Council of Economic Advisers Lists Benefits of Cutting Health-Care Spending
Tuesday, June 2, 2009
Slowing the growth in health-care spending from 6 percent a year to 4.5 percent would have enormous benefits for the nation's economy, creating as many as 500,000 jobs a year and increasing annual income for the average family of four by $2,600 over the next decade, the president's chief economic advisers said yesterday.
In a report set to be released today, the Council of Economic Advisers concludes that cutting costs while extending coverage to the 46 million people who lack health insurance would also dramatically improve the federal budget outlook, remove "unnecessary barriers" to job mobility and increase the nation's overall economic well-being by "roughly" $100 billion a year.
The report contains few details about how those ambitious goals would be achieved, however, and does not address any increased federal spending needed to implement health reform. And the White House economists acknowledge that shaving 1.5 percentage points off the rate of growth in health spending would be extraordinarily difficult -- "probably near the upper bound of what is feasible."
"The kind of reform that will bring about these economic rewards will not be easy. It will require truly game-changing innovations in many areas," the report says. "But, if we can bring about such changes, there will be substantial benefits to American households, businesses, and the economy as a whole."
For months, President Obama has framed the case for comprehensive health reform as a critical plank in his broader economic agenda. The report buttresses the political case by outlining an array of benefits that would be likely to flow from a successful overhaul of the nation's health system, including jump-starting a sluggish economy and closing a gaping hole in the federal budget.
But Republicans and independent analysts said it is far from certain that a broad expansion of health insurance -- which would entail significant upfront costs -- could achieve large savings over the long term.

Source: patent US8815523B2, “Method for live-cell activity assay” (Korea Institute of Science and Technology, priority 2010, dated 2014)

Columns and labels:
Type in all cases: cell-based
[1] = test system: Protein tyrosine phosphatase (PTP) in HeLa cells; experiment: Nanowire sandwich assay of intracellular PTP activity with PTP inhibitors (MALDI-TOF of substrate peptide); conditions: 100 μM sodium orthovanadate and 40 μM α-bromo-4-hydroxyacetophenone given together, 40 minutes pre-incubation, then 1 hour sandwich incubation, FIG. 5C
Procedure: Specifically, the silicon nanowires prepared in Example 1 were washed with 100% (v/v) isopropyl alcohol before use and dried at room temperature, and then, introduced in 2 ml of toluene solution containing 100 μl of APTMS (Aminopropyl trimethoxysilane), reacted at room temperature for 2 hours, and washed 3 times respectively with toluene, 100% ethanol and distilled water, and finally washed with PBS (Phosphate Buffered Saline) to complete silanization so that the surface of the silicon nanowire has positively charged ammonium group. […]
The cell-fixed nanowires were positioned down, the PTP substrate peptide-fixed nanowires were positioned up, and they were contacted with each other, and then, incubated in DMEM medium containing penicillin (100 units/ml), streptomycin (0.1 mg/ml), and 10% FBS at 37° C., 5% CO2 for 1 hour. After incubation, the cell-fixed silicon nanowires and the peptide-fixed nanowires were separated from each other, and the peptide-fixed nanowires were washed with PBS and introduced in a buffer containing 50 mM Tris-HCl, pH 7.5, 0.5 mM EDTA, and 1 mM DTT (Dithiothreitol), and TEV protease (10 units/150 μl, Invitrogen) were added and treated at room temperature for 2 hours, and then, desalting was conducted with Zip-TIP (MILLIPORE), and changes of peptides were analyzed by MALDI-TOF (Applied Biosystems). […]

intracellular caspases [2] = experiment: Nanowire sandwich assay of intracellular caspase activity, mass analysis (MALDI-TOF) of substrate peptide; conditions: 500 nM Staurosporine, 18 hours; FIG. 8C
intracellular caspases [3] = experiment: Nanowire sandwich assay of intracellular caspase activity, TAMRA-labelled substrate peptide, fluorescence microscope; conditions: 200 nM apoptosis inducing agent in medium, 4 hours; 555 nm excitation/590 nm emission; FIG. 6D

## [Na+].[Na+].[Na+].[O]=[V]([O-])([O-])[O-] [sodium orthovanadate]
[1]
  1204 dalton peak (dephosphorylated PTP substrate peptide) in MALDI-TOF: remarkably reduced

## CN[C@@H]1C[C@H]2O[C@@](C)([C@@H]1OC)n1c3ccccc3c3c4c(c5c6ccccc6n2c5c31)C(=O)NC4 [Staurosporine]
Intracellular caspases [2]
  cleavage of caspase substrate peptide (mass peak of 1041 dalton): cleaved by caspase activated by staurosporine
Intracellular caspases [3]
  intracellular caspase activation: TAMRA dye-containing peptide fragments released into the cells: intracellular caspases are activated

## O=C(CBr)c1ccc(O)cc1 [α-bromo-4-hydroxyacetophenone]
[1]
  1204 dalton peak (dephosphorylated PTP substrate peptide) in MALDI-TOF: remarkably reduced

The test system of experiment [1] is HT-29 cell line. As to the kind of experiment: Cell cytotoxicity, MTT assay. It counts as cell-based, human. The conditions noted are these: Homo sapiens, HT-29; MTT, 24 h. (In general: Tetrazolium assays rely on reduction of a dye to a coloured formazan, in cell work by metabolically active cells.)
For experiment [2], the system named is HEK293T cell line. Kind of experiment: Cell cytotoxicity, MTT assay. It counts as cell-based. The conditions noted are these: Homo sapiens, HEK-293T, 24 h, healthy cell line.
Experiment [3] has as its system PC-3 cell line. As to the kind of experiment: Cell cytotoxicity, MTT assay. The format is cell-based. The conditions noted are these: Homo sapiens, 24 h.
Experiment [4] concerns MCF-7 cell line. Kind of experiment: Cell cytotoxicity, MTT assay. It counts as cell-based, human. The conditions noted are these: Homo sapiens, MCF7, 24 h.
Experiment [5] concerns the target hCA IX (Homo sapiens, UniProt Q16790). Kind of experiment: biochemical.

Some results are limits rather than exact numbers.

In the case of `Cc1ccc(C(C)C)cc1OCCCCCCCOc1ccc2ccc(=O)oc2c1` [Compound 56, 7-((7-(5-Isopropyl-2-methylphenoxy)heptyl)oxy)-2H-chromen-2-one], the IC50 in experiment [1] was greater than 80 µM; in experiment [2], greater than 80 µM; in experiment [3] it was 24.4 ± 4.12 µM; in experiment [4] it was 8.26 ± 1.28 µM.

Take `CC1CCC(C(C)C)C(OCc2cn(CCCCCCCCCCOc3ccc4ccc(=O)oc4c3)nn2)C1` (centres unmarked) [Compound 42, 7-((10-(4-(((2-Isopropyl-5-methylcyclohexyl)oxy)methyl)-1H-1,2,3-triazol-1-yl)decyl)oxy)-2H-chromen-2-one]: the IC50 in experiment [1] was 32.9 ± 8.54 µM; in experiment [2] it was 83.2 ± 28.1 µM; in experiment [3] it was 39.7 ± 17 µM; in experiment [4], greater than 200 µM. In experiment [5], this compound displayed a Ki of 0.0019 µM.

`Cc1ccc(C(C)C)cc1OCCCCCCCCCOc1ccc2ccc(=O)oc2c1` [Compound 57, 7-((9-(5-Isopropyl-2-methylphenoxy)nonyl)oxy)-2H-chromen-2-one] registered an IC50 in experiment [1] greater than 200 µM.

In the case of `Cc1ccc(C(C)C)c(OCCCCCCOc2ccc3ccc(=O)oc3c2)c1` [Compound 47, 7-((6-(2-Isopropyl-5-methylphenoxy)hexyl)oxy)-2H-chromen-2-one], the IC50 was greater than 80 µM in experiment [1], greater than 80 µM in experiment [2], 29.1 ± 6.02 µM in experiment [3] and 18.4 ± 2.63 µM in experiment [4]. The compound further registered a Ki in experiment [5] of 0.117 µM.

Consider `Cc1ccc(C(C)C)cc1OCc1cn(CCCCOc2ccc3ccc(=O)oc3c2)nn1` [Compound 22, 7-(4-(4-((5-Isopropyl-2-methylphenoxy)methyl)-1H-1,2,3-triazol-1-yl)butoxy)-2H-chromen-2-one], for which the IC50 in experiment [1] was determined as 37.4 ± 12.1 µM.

"This report is nothing more than smoke and mirrors," House Minority Leader John A. Boehner (R-Ohio) said in a statement. "Everyone agrees that reducing the cost of health care would benefit our economy, but the administration hasn't offered a credible plan to do so without raising taxes or rationing care."
Although Obama wants Congress to craft a comprehensive health bill, the administration is stepping up its efforts to influence that process and rally public support. In a conference call late last week, the president implored some of his most loyal grass-roots supporters to begin mobilizing for a "big push" this summer.
"This is our big chance to prove that the movement that you started during the campaign isn't over, we're just getting started," he told members of Organizing for America, which is supported by the Democratic National Committee.
As part of that push, Obama also met recently with industry leaders who have pledged to help find $2 trillion in health savings over the next decade. In a follow-up letter to the president yesterday, the five trade groups and one labor union detailed changes that they say would reduce future medical spending by $1 trillion to $1.7 trillion.
Overall, the steps outlined in the 28-page letter amount to widely accepted ideas for improving care, such as reducing hospital-acquired infections, simplifying administrative processes, putting a greater emphasis on prevention and eliminating costly medical errors.
"This is a compilation of resolutions to do better," said Alan Sager, a professor of health policy and management at Boston University. "It is not a listing of forces or changes in behavior that will save money."
The document submitted by the American Hospital Association pledges to help its members follow the "Hospitals in Pursuit of Excellence Campaign," which highlights the need for hospitals to reduce infections that are transmitted to patients.
The report from the American Medical Association focuses on getting more doctors to follow "evidence-based guidelines" for treating back pain and heart disease, and for prenatal care. The pharmaceutical industry highlights how the use of medications early in an illness can reduce more costly therapies later on.
Howard Forman, a professor in the schools of medicine and management at Yale University, said that there is no dispute that the industry proposals represent sound public policy, but that the question is why those actions have not taken place already.
"We all know there are hundreds of billions of dollars of low-value or no-value health care out there," he said. "The issue is: How do you convert that into real savings?"